There are around 600 species of wild birds in the UK and this fab tool from the RSPB can help you to identify over 400 of them. With such a variety of birdlife, the different species found in the UK have diverse habitat requirements, with some of our feathered friends making our gardens their own. Wondering how to attract wild birds to your garden? It’s not just about feeding them, as you can also choose some of the best plants to keep garden birds happy 😊
How to attract garden birds with plants
Choosing plants might not be top of your agenda when it comes to supporting birdlife. However, there are a lot of reasons why we should be valuing them more:
- Hiding and habitat – From long grasses to dense foliage, our garden greenery can help to provide shelter from weather and predators, and give birds a place to perch in relative safety.
- Nesting – Plants provide important nesting materials to keep eggs and baby birds secure.
- Seeds – These provide a nutritious source of food for seed-eating birds such as finches, long-tailed tits and nuthatches.
- Berries – These are a particularly important food source in the winter and appeal to a number of species including thrushes, blackbirds and starlings.
- Flowers – Opting for insect-friendly flowers helps to boost the biodiversity in your garden and attracts insects eaten by garden birds such as robins and wrens.
- Leaves – Not just useful for nesting, leaves also feed the caterpillars which in turn feed the baby birds during the spring.
Best plants for garden birds
There are so many plants which can help to provide shelter, nesting materials and food for garden birds. Here are some that you could consider:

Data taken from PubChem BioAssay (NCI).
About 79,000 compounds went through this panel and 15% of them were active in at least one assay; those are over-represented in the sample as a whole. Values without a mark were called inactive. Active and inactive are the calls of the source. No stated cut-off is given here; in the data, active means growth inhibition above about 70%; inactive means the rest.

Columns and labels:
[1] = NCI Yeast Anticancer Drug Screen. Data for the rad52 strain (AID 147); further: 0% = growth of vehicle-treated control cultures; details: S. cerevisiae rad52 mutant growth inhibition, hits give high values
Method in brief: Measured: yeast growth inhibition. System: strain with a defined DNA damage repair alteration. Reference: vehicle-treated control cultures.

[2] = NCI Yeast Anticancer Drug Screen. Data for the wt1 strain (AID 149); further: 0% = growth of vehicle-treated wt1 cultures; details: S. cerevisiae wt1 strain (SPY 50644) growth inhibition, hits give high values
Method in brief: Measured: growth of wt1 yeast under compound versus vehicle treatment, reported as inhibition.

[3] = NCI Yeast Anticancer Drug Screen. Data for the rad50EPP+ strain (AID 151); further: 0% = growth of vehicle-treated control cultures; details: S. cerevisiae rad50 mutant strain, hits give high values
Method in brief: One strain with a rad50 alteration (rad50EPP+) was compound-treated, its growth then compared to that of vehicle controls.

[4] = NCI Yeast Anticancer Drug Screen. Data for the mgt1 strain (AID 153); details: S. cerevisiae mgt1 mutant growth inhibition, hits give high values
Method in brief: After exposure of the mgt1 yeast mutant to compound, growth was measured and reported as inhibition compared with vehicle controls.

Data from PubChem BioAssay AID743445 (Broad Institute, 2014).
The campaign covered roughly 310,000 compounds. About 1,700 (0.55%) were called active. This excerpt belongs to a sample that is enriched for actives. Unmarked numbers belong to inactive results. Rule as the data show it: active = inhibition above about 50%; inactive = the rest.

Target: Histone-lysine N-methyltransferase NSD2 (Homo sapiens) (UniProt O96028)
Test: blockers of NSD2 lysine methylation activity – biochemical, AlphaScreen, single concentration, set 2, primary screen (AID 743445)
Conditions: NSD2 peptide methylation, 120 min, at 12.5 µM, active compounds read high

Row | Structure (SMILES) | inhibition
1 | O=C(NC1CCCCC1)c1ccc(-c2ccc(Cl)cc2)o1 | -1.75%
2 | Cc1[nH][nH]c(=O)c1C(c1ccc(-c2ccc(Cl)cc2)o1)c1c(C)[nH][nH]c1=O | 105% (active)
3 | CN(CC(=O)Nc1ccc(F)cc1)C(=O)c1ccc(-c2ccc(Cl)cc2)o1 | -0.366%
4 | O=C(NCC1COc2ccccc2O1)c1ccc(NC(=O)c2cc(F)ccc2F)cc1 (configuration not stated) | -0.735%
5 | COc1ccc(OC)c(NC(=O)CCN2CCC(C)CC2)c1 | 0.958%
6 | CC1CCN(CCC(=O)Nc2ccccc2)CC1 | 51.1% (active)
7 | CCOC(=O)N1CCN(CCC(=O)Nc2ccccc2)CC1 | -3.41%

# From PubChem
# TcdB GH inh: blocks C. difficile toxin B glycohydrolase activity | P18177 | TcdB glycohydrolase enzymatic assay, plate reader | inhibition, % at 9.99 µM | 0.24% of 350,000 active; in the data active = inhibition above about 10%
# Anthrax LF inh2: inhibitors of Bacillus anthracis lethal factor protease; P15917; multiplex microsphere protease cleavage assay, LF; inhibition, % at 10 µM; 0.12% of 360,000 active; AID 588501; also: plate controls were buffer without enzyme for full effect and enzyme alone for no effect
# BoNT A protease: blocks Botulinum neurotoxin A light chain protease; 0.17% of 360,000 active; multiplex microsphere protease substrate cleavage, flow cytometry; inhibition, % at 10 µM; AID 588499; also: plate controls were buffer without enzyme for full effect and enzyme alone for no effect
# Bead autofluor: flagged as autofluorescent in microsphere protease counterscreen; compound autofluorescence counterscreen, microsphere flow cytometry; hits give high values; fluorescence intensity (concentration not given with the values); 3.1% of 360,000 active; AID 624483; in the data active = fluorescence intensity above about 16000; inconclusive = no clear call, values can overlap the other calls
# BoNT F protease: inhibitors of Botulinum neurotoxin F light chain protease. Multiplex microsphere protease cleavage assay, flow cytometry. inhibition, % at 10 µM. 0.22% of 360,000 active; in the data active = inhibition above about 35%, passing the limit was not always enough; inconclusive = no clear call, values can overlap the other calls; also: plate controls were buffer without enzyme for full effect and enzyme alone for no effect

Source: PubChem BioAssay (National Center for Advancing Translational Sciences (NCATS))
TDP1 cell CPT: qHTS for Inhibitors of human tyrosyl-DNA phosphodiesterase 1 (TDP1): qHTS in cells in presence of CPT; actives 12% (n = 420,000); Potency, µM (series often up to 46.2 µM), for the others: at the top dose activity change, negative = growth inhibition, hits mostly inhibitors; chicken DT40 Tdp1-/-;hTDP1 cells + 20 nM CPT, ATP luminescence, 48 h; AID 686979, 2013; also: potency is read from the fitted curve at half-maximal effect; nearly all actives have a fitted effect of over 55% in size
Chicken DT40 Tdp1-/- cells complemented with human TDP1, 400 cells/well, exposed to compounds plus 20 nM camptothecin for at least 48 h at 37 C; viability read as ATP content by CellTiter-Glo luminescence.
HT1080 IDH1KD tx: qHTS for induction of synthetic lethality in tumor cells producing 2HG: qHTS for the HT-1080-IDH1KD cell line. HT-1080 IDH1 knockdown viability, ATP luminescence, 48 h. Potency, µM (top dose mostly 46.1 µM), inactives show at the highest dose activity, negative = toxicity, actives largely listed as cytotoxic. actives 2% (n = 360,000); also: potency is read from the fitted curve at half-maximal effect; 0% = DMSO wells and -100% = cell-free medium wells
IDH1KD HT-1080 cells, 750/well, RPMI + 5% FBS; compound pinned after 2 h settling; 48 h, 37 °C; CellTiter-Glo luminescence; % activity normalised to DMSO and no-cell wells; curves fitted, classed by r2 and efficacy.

- Flowers to attract pollinators such as lavender or wildflowers.
- Sunflowers to provide seeds for seed-eating birds in the Autumn.
- Hawthorn berries for birds and leaves popular with moth caterpillars.
- Honeysuckle berries to feed birds such as thrush and warbler in the Autumn and for flowers to attract insects earlier in the year.
- Holly to provide berries for the winter.
- Ivy for flowers in the Autumn, attracting insects eaten by robins and wrens. The berries are popular with a range of species from thrushes to starlings and the leaves are great for nesting.
- Teasel seedheads help to feed goldfinch, sparrows and buntings in the Autumn.
- Small-leaved species of Cotoneaster grow particularly popular berries for a range of birdlife.
- Crab apples which hold onto their fruit later in the year than other varieties of apples and feed birds into the Winter.
Safe for four-legged friends
For the pet owners among you, it’s a bit more complicated as some plants are toxic to pets and it is really important to ensure that your garden is safe. Some of the more common poisonous plants are listed here, but if in doubt ask your local pet shop for advice on which garden plants are best for pets. Also bear in mind that it is better for your pet not to be eating garden plants, even if they are not considered poisonous. Some options you could consider planting include sunflowers, cornflowers, calendula, roses and lavender.